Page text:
When you have a global wonder in your proverbial back yard, you rarely go to see it, unless you have visitors in from a long way off. Such was the case growing up in southern Ontario. Niagara Falls was an hour or so from home. Because it was so close by, it wasn’t the sort of trip we’d take all that often. It’s been awhile since I’ve seen the Falls and the River, so I thought I’d take you along today.
The Falls have been cutting their way through the Niagara Escarpment since the last ice age and are presently divided into two main sections (the Horseshoe and the American Falls) by Goat Island. There’s a third relatively-minor section called the Bridalveil.
The cascade has been an object of fascination almost from the first time Europeans saw what local natives had been living around for thousands of years. Since then, the Falls have been a magnet for tourists, daredevils, suicides, hucksters and opportunists.
Today, most of the carnival atmosphere has been moved away from the Falls, and the adjoining terrain is primarily parkland, especially on my Canadian side. You can get grand views from both sides, but I have a somewhat better vista than my Yankee friends. You can also see it from below on boats that travel into the boiling cauldron. That’s if you have a strong stomach for rough rides and can handle getting mesmerized by the hypnotic water. Trust me, it happens.
Visiting on the Canadian side, you have two options after seeing the Falls. You can enter the carnival part of things, tucked away from sight of the Falls. There you’ll find stretches that make Las Vegas look dignified and classy. Or you can do as I would and take the parkway down river to other spots well worth the drive.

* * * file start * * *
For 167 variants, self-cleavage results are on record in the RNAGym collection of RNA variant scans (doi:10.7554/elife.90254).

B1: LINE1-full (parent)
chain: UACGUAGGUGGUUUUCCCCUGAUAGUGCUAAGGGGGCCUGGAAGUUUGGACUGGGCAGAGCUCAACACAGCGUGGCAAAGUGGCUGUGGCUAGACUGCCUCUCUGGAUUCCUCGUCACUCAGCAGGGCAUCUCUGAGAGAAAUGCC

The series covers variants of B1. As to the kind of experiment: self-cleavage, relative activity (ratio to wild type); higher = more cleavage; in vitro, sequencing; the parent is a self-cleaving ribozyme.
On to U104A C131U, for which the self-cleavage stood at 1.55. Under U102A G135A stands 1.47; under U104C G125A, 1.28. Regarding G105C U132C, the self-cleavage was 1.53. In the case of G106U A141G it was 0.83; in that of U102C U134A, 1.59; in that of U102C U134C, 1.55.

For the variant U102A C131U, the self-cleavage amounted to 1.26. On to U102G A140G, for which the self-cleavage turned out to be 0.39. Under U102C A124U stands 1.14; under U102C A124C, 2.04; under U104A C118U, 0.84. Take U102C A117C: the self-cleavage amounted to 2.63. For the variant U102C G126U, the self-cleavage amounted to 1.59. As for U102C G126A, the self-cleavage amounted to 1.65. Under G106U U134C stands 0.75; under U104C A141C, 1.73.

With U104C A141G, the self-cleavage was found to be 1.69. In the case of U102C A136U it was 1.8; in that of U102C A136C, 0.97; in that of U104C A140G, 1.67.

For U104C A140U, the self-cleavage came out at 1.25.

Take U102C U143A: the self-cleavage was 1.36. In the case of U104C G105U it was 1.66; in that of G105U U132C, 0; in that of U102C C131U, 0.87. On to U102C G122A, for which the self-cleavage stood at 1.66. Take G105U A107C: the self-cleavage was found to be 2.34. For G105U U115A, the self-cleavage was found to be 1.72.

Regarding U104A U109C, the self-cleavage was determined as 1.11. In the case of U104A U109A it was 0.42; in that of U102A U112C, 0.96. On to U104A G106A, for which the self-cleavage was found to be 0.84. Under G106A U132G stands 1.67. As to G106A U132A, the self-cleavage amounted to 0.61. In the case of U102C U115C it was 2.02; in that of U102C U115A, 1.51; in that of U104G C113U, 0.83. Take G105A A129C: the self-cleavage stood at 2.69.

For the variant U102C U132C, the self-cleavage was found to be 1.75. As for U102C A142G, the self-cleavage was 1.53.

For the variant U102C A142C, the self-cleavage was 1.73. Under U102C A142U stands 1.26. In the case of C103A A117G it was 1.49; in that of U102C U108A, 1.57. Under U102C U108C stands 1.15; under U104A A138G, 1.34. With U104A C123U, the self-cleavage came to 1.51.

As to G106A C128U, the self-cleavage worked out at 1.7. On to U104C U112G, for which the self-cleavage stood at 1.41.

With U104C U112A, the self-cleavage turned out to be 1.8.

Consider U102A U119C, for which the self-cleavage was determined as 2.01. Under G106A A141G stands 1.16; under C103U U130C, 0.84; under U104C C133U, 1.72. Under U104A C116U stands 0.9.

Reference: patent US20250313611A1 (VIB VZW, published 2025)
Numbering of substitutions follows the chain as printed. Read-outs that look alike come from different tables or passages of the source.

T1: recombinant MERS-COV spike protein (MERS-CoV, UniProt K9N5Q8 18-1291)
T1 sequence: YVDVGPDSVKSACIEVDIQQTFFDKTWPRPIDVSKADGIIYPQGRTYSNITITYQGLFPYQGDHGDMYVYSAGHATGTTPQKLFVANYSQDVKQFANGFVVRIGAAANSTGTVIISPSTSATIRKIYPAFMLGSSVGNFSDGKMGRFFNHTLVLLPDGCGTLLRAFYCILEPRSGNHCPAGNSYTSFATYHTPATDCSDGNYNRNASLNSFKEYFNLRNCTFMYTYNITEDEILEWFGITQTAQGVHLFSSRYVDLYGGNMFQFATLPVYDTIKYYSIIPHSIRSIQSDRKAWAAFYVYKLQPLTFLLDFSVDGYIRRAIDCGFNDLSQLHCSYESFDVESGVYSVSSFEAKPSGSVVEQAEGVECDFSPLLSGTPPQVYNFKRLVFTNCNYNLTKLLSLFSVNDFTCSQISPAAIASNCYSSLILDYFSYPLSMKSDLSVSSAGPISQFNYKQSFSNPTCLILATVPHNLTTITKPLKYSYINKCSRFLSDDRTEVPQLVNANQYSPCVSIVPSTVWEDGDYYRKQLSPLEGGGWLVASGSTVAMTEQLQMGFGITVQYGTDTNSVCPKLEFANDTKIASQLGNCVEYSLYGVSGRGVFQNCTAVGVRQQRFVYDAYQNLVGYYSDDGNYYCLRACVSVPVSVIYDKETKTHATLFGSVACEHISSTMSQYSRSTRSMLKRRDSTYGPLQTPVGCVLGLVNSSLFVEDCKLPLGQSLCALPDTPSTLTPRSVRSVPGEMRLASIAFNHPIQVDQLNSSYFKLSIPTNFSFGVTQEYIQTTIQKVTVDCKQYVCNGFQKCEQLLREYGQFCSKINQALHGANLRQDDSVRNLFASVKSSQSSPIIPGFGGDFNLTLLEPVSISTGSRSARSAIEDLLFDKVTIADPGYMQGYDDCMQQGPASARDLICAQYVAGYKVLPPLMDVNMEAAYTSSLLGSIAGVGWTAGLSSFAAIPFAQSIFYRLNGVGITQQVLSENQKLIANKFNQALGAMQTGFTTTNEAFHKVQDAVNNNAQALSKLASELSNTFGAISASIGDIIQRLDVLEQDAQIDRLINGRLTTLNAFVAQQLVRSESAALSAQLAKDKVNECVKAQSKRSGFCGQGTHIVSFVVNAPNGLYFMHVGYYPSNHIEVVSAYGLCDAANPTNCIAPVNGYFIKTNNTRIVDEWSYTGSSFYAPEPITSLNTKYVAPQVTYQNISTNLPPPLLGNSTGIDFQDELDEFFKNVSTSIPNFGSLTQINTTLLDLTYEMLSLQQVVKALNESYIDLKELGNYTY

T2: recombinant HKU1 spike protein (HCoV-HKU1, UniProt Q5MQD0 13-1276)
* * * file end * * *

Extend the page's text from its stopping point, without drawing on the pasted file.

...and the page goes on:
Queenston Heights sits at the Niagara Escarpment crest, above Queenston village. It was the site of a battle in the War of 1812. In October that year, American invaders swept into the area and were defeated by British troops, Canadian militia, and Native warriors. The battle resulted in the death of Isaac Brock, commanding general of British forces in Canada. His remains are interred on the battlefield, where an imposing monument stands watch. The entire site is well preserved and filled with lush gardens, quiet walkways and maybe even the odd ghost here and there.
The river meets Lake Ontario at the last spot on the drive. Niagara-on-the-Lake is a small town with a lot of history. Briefly the capital of Upper Canada and the scene of much action in the War of 1812, the town has preserved its historical sites and small town atmosphere well. Fort George and the Shaw Festival are two of its big tourist draws, though the Festival has neglected the works of George Bernard Shaw lately, so complaints should be addressed to the board of directors.
With its friendly disposition, beautiful architecture, and peaceful sensibility, Niagara-on-the-Lake is a tonic, especially compared to the carnival upriver - plus it has a reputation as the most haunted town in Canada. That fellow you see in the British officer’s uniform might not be a Fort George re-enactor.
William Kendall is a writer, photographer and rock climber from the Ottawa Valley. When he's not working on his world domination scheme (no golfers allowed), he can be found writing the forthcoming Heaven & Hell, plus his personal blog Speak Of The Devil.